At the height of the Cold war, it was a very fashionable subject. And, in a rather surreal aside, he explains, when he was 15, he visited Leningrad with a friend for Christmas, ‘I didn’t want to go with my parents to Majorca, so they said I could go somewhere else for the same cost. I chose Russia and a friend came with me.’
He laughs again, ‘They would probably be prosecuted now for that.’
In the event, the trip was ‘magical’, he says, and it sparked a long-term interest in the Soviet empire. Professor Garnett travelled widely and very uncomfortably on trains throughout the eastern Bloc, ‘It always seemed to be night time…when they lifted the carriages and put them onto wheels of the different Russian gauge. It took about four hours. You all had to get out and wait while they did it.’
Professor Garnett visited Kyiv in the 1980s. He even went to that most closed society: Albania, the North Korea of its day, where people were famously stopped at the border and shaved or searched for Bibles. At the frontier, Professor Garnett remembers being forced to march barefoot [at night] through a basin of disinfectant, with searchlights and machine guns trained on him and his party. Once in the customs post, he was shown a drawer full of pornography and pictures of the Pope.
‘The guards wanted to know if I had any. I didn’t. Of either.’
But, while an undergraduate, in 1977, the aspiring Soviet historian took a paper in medieval history. It turned into a lifetime’s work. One of his tutors suggested the new graduate undertake a doctorate, studying medieval coronations. The project developed and developed and became the foundation for much of his later research.
His focus has been the Norman Conquest; he is currently writing the second volume of his comprehensive work on the ways in which the Conquest has been reinterpreted over the course of English history from the 11th century to the eighteenth.
But he admits, he had a bumpy start to his academic career. And here in the 1980s, there were very few jobs in the Humanities in general and absolutely none in the field he had chosen. He managed to get a research fellowship and a temporary lectureship – delivering 32 lectures a year on ancient and medieval political thought. It actually proved very useful, and laid the ground for future work.
‘It is not fashionable to say teaching can be a fertile source of research ideas, but that has been the case with me,' he recalls. ‘It was not clear what I was going to do…but at the end of the Thatcher desert, there were a few jobs, including this one.’
Displaying his stark 1980’s scars, he remarks, ‘I was the last of the old Bolsheviks.
A very prolific author, currently coming to the end of a two-year sabbatical, he has written widely on medieval and early modern history, and retained his interest in coronations.
On one occasion, he recalls, he and some colleagues were invited to give papers on Magna Carta at Peking University. It seemed unlikely, he thought, that the Chinese authorities would be happy for this to be debated.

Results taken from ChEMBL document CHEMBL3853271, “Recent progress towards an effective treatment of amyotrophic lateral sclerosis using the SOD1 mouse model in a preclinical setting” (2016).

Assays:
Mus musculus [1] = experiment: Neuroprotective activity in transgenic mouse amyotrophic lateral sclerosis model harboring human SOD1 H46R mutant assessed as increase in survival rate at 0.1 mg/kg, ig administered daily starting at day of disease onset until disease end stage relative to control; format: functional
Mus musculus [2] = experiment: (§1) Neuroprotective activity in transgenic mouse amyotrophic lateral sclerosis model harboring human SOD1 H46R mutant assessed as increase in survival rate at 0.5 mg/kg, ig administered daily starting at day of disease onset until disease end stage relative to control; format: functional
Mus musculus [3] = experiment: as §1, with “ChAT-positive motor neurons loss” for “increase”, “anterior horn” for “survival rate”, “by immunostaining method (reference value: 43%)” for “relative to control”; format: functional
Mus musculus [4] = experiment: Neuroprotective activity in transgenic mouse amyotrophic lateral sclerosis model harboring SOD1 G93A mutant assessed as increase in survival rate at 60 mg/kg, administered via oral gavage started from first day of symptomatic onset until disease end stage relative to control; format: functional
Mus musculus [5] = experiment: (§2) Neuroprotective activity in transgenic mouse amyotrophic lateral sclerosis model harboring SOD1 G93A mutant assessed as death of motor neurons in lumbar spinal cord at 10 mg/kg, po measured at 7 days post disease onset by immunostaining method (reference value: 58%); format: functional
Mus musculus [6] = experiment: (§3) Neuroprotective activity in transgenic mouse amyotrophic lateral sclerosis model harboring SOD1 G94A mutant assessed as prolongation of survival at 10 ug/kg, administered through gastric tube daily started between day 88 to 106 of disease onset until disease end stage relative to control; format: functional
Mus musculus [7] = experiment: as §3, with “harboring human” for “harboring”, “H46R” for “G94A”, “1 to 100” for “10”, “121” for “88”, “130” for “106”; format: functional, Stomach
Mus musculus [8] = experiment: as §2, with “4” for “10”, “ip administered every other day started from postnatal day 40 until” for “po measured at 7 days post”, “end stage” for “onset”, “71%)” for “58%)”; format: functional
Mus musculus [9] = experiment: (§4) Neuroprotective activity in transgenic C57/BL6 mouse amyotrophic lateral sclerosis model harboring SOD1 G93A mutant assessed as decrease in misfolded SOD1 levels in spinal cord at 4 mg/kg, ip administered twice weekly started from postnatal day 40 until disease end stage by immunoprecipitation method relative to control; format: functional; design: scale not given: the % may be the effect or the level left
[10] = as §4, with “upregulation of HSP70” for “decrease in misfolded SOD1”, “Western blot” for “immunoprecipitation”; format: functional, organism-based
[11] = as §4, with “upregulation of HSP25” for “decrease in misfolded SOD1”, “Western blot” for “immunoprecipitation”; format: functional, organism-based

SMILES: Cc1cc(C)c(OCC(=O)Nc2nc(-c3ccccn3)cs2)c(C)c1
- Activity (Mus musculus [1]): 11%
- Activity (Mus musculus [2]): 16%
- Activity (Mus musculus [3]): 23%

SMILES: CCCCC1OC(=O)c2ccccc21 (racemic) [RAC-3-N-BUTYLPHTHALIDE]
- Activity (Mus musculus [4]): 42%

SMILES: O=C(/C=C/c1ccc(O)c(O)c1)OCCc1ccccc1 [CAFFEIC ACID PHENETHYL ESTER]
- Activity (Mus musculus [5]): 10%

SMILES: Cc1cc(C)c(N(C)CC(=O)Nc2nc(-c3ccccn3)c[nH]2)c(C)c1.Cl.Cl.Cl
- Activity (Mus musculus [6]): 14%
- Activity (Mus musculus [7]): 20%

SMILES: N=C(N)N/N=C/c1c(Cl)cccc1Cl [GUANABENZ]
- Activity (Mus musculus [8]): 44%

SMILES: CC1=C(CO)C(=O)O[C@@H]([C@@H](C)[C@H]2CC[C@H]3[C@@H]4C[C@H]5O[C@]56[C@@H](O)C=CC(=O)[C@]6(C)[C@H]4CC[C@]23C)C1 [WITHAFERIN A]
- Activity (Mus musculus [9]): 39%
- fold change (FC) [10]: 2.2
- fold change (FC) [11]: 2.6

He cherished a hope that he might be deported for discussing the use of Magna Carta in the development of Habeas Corpus. But to his surprise, his hosts were extremely keen to talk of the laws, liberties and customs of 13th century England, ‘You know when you have got the attention of a room…and I did. We were all ostensibly talking about Magna Carta, yet we were really talking about something much closer to home.’
Professor Garnett questions if he is the most modern of lecturers today – preferring to talk, rather than to use technology and PowerPoints. He also enjoys working with young students, as a tutor – whether or not they can find somewhere to sit.
People will often say their place is a mess, before showing you into a perfectly tidy room. And Professor Garnett is no exception, although, in his case, it is true. His study does look as though a recycling bin has exploded – scattering papers everywhere. There could not possibly be any system. Some people might say they know where everything is.
‘Well, I do generally know where most things are,’ he claims in an improbable aside. Underneath piles of paper, a ¾ size slate-based snooker table dominates the room. Does he play?
Yes, it turns out, quite a lot. With students? No. He acquired the table on a day trip to the medieval abbey at Tewkesbury. Walking past an antique shop with Helen his wife, they saw a sign: Billiard table for sale.
At Helen’s insistence, they knocked. A woman appeared, ‘I’m sorry, I can’t help you. I’m drunk,' she said. But, somehow, they managed to pay for the table, which was later transported, involving more cost, to his study in St Hugh’s College, by ‘three burly men and me’.
‘There wasn’t enough room at home,’ he says. ‘It’s very relaxing, to be able to have a game.’
Professor Garnett and Helen continue to explore. They have only been back to Eastern Europe once in recent years, to Odessa in Ukraine, where they stayed in the very hotel where Sergei Eisenstein, the great film director, stayed while he was making Battleship Potemkin. And he loves to visit medieval churches. So far, though, he has not brought any more large items home. His study, like his house, really does not have the room.